The government of Vietnam is urging its pig farmers to start rebuilding their herds as the spread of African Swine Fever is starting to show some signs of slowing down.
Vietnamese officials are anticipating a surge in pork demand just in time for the Lunar New Year coming up in January. The disease was first detected back in February of this year and has since appeared in all 63 provinces across the country.
Reuters said Vietnam was forced to cull more than five million pigs or roughly 18 percent of the total hog herd. That action has since driven up pork prices in the country nearly 70 percent. The head of the Vietnamese Department of Livestock Production tells Reuters that, “Farmers’ efforts to enhance hygienic conditions on farms have helped put a brake on the spread,” while adding that improving weather conditions have helped too.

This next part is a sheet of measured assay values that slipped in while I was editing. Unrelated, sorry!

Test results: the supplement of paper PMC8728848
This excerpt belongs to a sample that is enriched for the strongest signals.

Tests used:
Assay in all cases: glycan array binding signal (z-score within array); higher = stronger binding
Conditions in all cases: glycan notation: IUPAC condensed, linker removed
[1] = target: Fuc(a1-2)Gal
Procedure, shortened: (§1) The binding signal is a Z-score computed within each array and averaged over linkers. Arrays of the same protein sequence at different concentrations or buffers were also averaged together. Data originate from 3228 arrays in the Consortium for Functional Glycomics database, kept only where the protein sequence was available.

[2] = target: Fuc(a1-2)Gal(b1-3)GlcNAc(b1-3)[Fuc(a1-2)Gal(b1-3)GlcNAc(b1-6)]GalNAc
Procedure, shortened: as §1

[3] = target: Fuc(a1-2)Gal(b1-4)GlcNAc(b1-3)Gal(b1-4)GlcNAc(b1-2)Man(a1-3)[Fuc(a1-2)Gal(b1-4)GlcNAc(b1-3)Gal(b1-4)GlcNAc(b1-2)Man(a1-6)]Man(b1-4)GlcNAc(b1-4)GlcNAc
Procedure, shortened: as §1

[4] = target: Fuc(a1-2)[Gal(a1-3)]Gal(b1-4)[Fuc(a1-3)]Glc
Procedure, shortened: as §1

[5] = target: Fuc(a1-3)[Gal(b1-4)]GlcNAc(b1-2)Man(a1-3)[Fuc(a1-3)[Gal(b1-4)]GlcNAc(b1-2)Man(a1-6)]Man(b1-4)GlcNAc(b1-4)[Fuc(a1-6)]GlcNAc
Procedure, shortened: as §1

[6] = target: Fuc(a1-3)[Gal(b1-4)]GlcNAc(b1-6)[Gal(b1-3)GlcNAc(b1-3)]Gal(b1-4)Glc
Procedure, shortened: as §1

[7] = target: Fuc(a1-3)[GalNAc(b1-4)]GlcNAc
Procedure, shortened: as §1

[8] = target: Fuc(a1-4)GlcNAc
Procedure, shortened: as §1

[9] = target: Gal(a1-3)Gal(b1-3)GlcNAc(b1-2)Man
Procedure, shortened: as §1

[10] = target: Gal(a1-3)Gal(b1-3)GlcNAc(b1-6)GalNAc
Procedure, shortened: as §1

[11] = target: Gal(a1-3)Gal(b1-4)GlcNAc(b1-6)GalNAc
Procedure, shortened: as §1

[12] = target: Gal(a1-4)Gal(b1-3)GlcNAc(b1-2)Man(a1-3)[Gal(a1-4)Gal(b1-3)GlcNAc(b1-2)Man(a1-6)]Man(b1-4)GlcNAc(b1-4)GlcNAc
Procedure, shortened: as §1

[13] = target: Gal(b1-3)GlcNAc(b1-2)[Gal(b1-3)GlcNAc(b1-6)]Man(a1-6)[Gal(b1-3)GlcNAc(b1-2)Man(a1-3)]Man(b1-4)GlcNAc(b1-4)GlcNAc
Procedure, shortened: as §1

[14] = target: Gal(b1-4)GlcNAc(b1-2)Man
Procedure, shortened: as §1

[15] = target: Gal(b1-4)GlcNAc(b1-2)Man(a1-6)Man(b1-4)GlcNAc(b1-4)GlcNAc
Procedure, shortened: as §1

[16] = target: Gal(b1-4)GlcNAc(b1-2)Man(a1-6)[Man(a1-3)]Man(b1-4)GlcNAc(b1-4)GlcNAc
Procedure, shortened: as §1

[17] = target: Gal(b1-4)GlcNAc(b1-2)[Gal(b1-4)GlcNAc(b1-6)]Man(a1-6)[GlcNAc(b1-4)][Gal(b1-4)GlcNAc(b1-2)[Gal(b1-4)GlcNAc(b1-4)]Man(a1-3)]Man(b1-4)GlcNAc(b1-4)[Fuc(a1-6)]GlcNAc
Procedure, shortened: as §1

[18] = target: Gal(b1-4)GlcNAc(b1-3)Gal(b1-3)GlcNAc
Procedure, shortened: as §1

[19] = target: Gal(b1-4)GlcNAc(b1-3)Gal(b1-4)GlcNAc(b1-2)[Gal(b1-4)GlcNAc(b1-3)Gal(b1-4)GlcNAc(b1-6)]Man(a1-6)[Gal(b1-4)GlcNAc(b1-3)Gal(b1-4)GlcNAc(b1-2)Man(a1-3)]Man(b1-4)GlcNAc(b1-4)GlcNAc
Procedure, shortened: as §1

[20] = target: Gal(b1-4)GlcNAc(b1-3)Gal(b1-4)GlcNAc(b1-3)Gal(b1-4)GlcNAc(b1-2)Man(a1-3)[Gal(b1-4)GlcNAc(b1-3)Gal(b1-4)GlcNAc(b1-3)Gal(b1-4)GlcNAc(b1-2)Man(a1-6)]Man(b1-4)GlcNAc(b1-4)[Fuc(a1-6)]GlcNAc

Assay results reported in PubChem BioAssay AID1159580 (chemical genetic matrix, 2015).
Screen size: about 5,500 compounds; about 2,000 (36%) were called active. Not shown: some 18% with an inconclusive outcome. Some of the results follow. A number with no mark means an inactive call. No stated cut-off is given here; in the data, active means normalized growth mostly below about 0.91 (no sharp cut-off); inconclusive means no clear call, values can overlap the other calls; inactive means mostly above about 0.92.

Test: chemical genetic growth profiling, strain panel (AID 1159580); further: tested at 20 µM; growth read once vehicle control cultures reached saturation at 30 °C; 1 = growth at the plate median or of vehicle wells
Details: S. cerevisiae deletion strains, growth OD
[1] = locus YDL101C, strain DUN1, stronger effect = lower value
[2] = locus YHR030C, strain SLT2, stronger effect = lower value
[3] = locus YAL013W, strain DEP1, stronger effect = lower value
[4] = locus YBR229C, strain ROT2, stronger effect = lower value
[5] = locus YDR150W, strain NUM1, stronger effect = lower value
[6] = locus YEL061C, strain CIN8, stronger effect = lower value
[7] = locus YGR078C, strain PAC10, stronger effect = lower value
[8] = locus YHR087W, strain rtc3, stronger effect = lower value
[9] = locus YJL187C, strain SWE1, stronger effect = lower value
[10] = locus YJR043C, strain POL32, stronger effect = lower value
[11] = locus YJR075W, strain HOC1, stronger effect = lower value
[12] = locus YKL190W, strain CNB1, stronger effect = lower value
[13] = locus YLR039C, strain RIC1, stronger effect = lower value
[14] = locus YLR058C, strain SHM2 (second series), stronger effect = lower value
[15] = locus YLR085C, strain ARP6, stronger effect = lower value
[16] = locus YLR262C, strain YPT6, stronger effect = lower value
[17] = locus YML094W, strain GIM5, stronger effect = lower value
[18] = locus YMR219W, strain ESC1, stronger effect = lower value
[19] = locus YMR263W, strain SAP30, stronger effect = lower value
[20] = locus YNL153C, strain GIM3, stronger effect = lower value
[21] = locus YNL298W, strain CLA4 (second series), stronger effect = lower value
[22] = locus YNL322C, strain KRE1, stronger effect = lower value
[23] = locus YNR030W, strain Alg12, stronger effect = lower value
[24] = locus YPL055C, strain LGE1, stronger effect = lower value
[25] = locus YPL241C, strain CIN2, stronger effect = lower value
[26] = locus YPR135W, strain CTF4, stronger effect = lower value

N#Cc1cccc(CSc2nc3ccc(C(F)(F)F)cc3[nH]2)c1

They’re also encouraging larger-size pork farms that meet hygiene requirements to expand their pig production efforts.
Vietnamese government officials say the outbreak “has initially been contained and showing signs of slowing down,” but didn’t offer any extra details.
While ASF is deadly to pigs and there is no available vaccine, the sickness isn’t harmful to human beings.